Mary Beth Weber reported that there are some SC/UA records in IRIS that are not in OCLC or RLIN and there are also some SC/UA records in RLIN that are not in IRIS or OCLC.
Grace Agnew reported on RLIN/OCLC transition. Most notably, it looks like RLG will be the "research arm" of OCLC. Local implementation of Worldcat can be customized against our records. RUL is participating in the evaluation of the beta version of "RLG's" WorldCat Identities database. The WorldCat Identities represents the results of datamining "identities" (persons, real and fictional) from WorldCat. The result is an identities page that compiles a summary of the life and work of the identity, including works by and about each person that are FRBR-ized, aggregating all editions and translations with rankings by those most widely held in WorldCat. Other information includes subjects, dates of publications represented, roles, alternate names, persons related to the author and links to authority files.
For an example, see http://orlabs.oclc.org/Identities/
Jeanne Boyle presented the review process that will begin the implementation of the RUL Strategic Plan. The TSC is to complete the strategic planning "grid", a worksheet that helps us to identify and evaluate what we do in the context of the strategic plan. We must complete this by March 16, 2007. We are asked to review and revise our reports regarding strategic planning, identify either primary or secondary roles the TSC plays in the strategic goals and objectives outlined by the grid, and-- although the TSC will represent all technical services subgroups-- we will evaluate and identify subgroups that may play an additional role in strategic goals. Completing the "grid" will aid in constructing the framework for implementing the strategic plan and analyzing the organizational structure of the libraries in the context of strategic planning. The evaluation starts with the large, system-wide bodies (the councils for example) and after the larger picture is viewed, our evaluation will identify smaller subgroups who can participate in a second run of the "grid" to add more granularity to the picture.
Anne Butman presented a new policy which states that "The PC working group recommends that all new
computing equipment to be acquired with funds from external grants follow the guidelines reflected in
that list of supported equipment." The systems department has a list of supported computing hardware and
Before purchasing equipment, grantees should make sure that the equipment and software is supported by the systems department. This policy addresses a need for standardization in the hardware and software purchased while acknowledging the need for flexibility and openness for projects with special computing needs. The policy urges evaluation of computing needs based on what is necessary and practical urging us to utilize the existing knowledge base in the systems department. Non-supported software should accomplish functions that cannot be accomplished by existing supported software. Non-supported or open-source software should be approved by the PC working group.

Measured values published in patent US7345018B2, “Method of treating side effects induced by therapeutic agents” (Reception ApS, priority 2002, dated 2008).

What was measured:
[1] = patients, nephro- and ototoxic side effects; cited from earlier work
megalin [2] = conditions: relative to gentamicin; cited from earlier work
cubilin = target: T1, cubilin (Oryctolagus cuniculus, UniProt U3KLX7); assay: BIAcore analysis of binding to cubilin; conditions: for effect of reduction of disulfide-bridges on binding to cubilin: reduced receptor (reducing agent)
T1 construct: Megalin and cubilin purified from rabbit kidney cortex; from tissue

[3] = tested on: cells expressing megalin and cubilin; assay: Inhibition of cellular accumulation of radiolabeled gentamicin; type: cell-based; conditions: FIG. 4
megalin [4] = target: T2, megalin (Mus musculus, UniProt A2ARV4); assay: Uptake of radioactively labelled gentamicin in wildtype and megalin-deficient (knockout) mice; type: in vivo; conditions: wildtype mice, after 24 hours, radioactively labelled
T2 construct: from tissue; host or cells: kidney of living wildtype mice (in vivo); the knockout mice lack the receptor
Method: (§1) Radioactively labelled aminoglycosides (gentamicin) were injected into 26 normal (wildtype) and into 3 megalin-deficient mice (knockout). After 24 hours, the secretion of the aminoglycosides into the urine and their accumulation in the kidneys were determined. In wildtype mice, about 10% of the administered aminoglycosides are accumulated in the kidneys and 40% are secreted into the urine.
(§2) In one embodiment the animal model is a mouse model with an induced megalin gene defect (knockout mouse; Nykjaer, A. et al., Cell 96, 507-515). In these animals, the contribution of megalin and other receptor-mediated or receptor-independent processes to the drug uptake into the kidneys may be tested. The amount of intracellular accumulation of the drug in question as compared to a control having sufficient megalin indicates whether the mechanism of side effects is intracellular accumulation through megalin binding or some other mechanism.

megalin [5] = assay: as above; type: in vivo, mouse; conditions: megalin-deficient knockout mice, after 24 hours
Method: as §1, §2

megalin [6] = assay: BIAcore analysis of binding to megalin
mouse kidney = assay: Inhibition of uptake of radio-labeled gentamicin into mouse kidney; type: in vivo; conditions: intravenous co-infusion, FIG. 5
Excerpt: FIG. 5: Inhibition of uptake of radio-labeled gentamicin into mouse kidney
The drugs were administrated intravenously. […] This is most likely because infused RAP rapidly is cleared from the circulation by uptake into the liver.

Ron Jantz presented notes on Open Repositories 2007 Conference. Highlights include:
Mary Page has been investigating back up strategies for our online journals. Two products/services under consideration are Portico and LOCKSS. Portico is a true archive of source files, in a single standardized NISO archival format, furnished directly from the publishers. The contents are released to the subscriber if there is a substantial loss (e.g. if a publisher goes out of business.)
LOCKSS is a system where each participating library purchases a small server (usually a PC) with accompanying LOCKSS software called a "locks box." All the subscribing libraries' lock boxes network with each other. LOCKSS represents integrated, shared storage as a preservation strategy wherein content is constantly compared among the hundreds of library lock boxes. With LOCKSS, access to the archives is triggered if the content from a publisher is not retrieved for any reason, and a LOCKSS copy is then provided.
TSC agrees that we need to have some sort of backup for our online journal subscriptions and an RUL electronic journal backup strategy like LOCKSS and Portico is a worthwhile endeavor because it is:
TSC suggests that all the councils discuss this topic. Ideally, RUL should purchase both LOCKSS and Portico. In light of budget restraints, we recommend to begin with Portico (because it is the best from a technical point of view), however, Technical Services Council defers the ultimate decision to the Collection Development Council.
Mary Beth Weber attended the Future of Cataloging Forum at the ALA Midwinter Meeting. Because of its importance, in depth discussion was deferred to the March meeting. She will also submit a written report.